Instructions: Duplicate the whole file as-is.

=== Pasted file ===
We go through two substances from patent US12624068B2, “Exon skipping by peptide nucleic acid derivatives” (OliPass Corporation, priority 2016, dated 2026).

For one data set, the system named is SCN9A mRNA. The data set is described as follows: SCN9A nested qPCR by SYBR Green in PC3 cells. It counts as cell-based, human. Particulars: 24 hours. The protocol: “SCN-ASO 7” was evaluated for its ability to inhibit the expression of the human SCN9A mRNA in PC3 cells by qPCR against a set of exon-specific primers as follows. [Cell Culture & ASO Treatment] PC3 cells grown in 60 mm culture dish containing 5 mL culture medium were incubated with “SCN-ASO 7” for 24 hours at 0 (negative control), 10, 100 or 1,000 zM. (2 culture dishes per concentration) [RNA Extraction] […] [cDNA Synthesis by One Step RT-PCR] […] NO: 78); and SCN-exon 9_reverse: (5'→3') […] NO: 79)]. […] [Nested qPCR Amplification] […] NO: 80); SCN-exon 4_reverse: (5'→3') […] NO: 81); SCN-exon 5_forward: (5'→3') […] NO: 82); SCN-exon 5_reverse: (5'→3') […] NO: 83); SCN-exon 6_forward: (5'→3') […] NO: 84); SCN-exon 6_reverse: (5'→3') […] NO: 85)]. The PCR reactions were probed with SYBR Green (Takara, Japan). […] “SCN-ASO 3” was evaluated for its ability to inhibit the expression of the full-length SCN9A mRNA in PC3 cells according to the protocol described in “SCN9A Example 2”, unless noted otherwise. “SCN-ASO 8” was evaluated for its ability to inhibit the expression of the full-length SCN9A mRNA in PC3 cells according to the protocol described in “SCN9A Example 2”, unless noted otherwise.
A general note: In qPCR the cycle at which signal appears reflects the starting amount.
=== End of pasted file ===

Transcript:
We go through two substances from patent US12624068B2, “Exon skipping by peptide nucleic acid derivatives” (OliPass Corporation, priority 2016, dated 2026).

For one data set, the system named is SCN9A mRNA. The data set is described as follows: SCN9A nested qPCR by SYBR Green in PC3 cells. It counts as cell-based, human. Particulars: 24 hours. The protocol: “SCN-ASO 7” was evaluated for its ability to inhibit the expression of the human SCN9A mRNA in PC3 cells by qPCR against a set of exon-specific primers as follows. [Cell Culture & ASO Treatment] PC3 cells grown in 60 mm culture dish containing 5 mL culture medium were incubated with “SCN-ASO 7” for 24 hours at 0 (negative control), 10, 100 or 1,000 zM. (2 culture dishes per concentration) [RNA Extraction] […] [cDNA Synthesis by One Step RT-PCR] […] NO: 78); and SCN-exon 9_reverse: (5'→3') […] NO: 79)]. […] [Nested qPCR Amplification] […] NO: 80); SCN-exon 4_reverse: (5'→3') […] NO: 81); SCN-exon 5_forward: (5'→3') […] NO: 82); SCN-exon 5_reverse: (5'→3') […] NO: 83); SCN-exon 6_forward: (5'→3') […] NO: 84); SCN-exon 6_reverse: (5'→3') […] NO: 85)]. The PCR reactions were probed with SYBR Green (Takara, Japan). […] “SCN-ASO 3” was evaluated for its ability to inhibit the expression of the full-length SCN9A mRNA in PC3 cells according to the protocol described in “SCN9A Example 2”, unless noted otherwise. “SCN-ASO 8” was evaluated for its ability to inhibit the expression of the full-length SCN9A mRNA in PC3 cells according to the protocol described in “SCN9A Example 2”, unless noted otherwise.
A general note: In qPCR the cycle at which signal appears reflects the starting amount.